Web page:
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The Presidential primaries are less than two months away and I am supporting Barack Obama. After nearly seven years of the George Bush administration and over four years of the war in Iraq, the country needs to see some serious change in our capital city. The Republican candidates are promising more of the same. There are several good candidates in the Democratic field, but Obama stands out on several issues. Here are a few of the reasons why I've decided to vote for him.
Obama wasn't in the US Senate when they voted to allow Bush to invade Iraq, but he did go on record at that time opposing the war. He's the only leading candidate from either party with the judgement and foresight to have spoken out about the problems of invading Iraq from the beginning. He also has a clear and sensible plan for getting our combat troops out of Iraq and ending the war. He would leave troops to protect our embassy (relieving private contractors of the task) and fight terrorism, but we would no longer be the occupying power. This is not a fast or irresponsible withdrawal, but it would bring the war to a close by the end of next year.
An Obama presidency would work together with our allies and use diplomacy with our enemies. He isn't promising to not use the military against Iran, but he is promising to talk to them.
As much as I would like to see insurance companies removed from the picture and free health care for every American (like Canada and the UK have), I understand that a lot of people are afraid of that. Obama's plan isn't as bold as I would like, but he does promise to take on the insurance industry and make affordable health care available to more people. He says, "It's time to let the drug and insurance industries know that while they'll get a seat at the table, they don't get to buy every chair."
Obama is pledging to use both regulation and funding to move us toward energy independence. In the Senate he's been an outspoken proponent of increasing CAFE standards, which would require new cars to be more fuel efficient. While we're working toward breakthroughs in renewable energy, we need to be using less gasoline.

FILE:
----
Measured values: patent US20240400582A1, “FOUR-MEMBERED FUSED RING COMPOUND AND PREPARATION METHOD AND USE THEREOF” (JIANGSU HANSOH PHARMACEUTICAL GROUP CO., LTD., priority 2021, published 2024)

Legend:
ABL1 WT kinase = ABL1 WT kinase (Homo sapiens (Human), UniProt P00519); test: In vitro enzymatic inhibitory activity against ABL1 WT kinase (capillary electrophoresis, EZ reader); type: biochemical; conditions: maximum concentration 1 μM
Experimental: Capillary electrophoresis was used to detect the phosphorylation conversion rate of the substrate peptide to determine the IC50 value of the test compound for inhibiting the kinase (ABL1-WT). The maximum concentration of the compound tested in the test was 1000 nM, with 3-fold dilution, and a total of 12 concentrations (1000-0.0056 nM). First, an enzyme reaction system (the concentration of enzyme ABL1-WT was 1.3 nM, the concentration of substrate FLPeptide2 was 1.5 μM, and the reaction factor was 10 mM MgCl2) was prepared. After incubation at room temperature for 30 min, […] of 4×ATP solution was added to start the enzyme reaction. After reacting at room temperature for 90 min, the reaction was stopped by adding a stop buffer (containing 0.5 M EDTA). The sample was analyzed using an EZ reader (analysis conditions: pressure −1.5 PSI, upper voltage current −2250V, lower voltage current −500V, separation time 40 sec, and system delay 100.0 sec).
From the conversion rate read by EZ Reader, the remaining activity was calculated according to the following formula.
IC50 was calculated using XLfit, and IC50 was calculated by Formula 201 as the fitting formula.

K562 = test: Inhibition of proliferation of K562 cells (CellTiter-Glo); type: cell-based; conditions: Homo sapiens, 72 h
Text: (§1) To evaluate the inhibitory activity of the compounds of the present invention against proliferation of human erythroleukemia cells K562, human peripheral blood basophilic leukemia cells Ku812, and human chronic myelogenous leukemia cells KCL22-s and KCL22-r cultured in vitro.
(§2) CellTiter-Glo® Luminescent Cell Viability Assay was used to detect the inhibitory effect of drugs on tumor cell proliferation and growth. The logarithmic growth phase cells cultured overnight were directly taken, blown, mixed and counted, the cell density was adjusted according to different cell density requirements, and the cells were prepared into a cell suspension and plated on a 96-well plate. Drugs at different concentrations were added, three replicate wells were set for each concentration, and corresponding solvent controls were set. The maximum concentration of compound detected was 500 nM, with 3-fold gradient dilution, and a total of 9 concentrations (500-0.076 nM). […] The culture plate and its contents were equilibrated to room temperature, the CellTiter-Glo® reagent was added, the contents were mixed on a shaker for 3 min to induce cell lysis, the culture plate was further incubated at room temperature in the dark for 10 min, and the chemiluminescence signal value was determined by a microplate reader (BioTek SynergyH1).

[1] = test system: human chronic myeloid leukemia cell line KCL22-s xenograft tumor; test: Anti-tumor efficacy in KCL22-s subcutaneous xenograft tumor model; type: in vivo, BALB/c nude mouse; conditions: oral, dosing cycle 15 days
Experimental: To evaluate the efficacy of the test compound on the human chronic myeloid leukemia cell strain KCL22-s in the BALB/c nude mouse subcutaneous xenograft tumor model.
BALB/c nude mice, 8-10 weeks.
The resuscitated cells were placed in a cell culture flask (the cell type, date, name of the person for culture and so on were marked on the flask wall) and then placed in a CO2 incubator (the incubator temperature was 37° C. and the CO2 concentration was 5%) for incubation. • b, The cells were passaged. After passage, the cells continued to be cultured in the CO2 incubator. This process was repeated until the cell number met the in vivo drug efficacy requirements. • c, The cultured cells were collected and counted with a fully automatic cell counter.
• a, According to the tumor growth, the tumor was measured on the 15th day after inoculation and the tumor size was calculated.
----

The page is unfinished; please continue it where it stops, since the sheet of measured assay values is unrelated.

Lobbyists, corruption and open government
Too often, people in government are making decisions based on the interests of their financial supporters. We'll never have a just government when favors go to the highest bidder. Everyone talks about this problem, but I believe Obama has the best chance to actually change the culture of Washington. He may not be perfect in this area, but here's what I like:
- He was a leader in drafting reform legislation in the wake of the Abramoff scandal.
- He introduced legislation to open up the earmarking process, which would at least keep deals from being made in secret and slipped into a bill at the last minute.
- Federal Funding Accountability and Transparency Act of 2006
- He's new enough to Washington that maybe, just maybe, the lobbyists haven't systematically rotted his soul out.
Obama has held elected office for 10 years. That's longer than Hillary Clinton (6 years), John Edwards (6 years), Rudy Giuliani (8 years), Fred Thompson (9 years) or Mitt Romney (4 years). Prior to entering politics, he was a civil rights lawyer and a constitutional law professor.
I just read this from NASAWatch.com:
I have no clue who I’m going to vote for, but this is the second candidate (first was Ron Paul) who I’ve read has issues with funding NASA, who already receives less than 1% (~0.6%) of the US budget. Obama also proposes delaying the Constellation program an additional FIVE years! We’d then be relying on the Russian Soyuz for ISS travel for a total of ten years. Ugh.
Like I said, I don’t know who I’m going to vote for. But, aside from NASA funding being important for my job, I would resist anyone who wants to trim money from the organization responsible for some of the Unites States’ greatest achievements.